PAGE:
Also you will have the story's basics. Your world. Your Heroes. Your Allies. Your Enemies. Your plot. Your endings....

And... the rules!!!. What characteristics have the people that live in your world, what they mean, how and why are they used...

And the most important thing. In this document, you must have what you CAN do in this game and what you CAN'T do.

Summarizing: Make a document that tells WHAT your game can do. When you reads your own document, you must have the idea of "How my game is going to be" or "My game will be similar to X but with Alpha, Beta and Gamma". And when someone reads your document, he/she must be able to say: "OK, i can imagine how your game can be done".

 2. Designing

Now it's time for the designs. Before, you know WHAT your game can do. Now it's the time of HOW your game can do that. Usually you will produce from this stage a lot of documents. you can call them "Design Documents".

So in these documents you must have almost everything of your game. Every part. Maybe not in detail, but every aspect of "How-to-Do" your CRPG must be covered here.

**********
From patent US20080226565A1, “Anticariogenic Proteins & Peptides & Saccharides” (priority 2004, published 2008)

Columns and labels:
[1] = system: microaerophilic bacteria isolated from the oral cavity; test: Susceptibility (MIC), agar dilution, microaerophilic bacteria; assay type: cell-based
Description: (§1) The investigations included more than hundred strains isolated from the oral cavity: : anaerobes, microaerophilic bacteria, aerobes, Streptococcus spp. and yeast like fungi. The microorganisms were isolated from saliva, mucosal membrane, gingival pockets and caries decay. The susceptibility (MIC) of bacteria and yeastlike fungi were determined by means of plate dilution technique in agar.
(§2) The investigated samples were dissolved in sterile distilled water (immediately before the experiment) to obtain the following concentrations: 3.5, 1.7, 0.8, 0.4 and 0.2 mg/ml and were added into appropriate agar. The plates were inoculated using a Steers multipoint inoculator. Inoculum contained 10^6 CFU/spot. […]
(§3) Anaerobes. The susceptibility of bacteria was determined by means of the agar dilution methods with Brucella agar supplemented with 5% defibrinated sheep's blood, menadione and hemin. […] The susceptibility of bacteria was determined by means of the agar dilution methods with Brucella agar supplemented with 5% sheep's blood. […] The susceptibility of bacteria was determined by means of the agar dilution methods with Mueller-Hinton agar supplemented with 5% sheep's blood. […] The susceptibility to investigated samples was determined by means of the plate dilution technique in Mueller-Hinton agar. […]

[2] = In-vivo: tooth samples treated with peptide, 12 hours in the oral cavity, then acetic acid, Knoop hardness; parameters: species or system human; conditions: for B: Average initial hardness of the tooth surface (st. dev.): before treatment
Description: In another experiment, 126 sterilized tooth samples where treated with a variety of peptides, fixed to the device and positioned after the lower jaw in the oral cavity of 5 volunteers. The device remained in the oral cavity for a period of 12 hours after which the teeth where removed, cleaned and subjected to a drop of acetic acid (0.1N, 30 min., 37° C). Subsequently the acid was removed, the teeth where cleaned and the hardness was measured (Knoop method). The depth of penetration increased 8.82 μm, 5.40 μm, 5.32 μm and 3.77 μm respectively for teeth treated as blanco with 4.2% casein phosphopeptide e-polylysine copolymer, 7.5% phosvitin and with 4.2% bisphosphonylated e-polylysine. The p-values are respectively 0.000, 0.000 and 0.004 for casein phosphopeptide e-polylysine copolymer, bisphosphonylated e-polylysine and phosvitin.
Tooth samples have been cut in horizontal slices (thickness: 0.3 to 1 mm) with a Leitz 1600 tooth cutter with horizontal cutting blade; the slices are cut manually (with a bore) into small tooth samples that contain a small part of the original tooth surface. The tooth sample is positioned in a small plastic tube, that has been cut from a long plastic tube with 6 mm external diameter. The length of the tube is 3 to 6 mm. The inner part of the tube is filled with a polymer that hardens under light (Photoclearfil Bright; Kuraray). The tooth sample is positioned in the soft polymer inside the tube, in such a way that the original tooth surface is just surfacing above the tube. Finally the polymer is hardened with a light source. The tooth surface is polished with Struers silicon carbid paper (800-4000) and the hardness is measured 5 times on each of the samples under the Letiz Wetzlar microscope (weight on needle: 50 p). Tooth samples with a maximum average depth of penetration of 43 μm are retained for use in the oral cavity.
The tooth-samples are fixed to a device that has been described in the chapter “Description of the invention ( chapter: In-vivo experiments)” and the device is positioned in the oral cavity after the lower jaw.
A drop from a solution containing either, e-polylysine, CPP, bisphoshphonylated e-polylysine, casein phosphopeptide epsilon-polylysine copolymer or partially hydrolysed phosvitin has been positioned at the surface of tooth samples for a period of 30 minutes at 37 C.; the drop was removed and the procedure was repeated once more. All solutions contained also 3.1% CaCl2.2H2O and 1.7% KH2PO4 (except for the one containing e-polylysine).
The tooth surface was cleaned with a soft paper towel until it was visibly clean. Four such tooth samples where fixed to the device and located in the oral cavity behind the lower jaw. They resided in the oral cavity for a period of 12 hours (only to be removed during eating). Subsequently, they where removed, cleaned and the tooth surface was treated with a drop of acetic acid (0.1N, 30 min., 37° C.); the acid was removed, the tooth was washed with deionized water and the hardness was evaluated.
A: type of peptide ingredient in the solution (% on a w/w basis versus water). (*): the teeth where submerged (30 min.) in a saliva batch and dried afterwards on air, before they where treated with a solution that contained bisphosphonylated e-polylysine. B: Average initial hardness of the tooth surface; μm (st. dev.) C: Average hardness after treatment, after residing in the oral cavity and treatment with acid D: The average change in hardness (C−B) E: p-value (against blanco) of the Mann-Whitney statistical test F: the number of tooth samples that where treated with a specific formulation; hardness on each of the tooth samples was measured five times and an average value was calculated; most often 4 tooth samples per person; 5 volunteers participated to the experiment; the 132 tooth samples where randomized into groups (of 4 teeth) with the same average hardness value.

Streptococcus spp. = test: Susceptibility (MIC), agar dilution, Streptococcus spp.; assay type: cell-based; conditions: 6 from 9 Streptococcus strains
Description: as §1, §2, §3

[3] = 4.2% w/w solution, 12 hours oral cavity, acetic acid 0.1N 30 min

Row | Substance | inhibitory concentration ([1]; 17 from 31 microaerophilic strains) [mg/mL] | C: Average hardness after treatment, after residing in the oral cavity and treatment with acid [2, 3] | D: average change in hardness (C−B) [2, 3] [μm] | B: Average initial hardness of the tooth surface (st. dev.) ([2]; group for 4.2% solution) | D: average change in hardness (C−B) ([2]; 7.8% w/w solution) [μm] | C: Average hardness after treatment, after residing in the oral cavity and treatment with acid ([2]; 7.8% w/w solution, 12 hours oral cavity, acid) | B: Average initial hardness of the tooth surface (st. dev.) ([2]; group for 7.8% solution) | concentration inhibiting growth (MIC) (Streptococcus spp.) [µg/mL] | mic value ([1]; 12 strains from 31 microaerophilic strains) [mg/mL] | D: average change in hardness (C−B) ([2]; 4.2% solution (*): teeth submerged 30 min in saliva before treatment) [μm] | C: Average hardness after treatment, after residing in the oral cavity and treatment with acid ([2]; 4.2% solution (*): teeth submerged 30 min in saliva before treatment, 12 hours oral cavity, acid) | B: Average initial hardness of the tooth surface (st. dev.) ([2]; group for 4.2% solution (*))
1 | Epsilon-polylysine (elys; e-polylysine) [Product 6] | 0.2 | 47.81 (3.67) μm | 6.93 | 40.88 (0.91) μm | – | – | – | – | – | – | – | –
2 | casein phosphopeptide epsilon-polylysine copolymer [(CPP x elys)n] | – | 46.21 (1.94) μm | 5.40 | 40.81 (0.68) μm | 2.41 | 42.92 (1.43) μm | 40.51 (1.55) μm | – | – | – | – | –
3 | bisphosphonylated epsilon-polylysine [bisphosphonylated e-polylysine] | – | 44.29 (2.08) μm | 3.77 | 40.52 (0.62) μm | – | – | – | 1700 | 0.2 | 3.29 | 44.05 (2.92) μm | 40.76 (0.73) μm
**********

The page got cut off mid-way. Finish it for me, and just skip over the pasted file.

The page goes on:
About playing: The menus, the basic gameplay, the battle gameplay, the special gameplay (minigames and so on), ...

About programming: How every part is done, and what are the relationships between these parts. What things i will need for making my game.

About the plot: (Basically) The walkthrough.

About the rules: What is the behaviour of your NPCs, Why, What physics you have in the game, How the game events (a thunder, water, a gun,...) affects your PCs and NPCs.

And about the graphics!!!. Make preliminar designs. Basic Models. Sketches. Capture the Look & Feel of your game. Of every area of your game.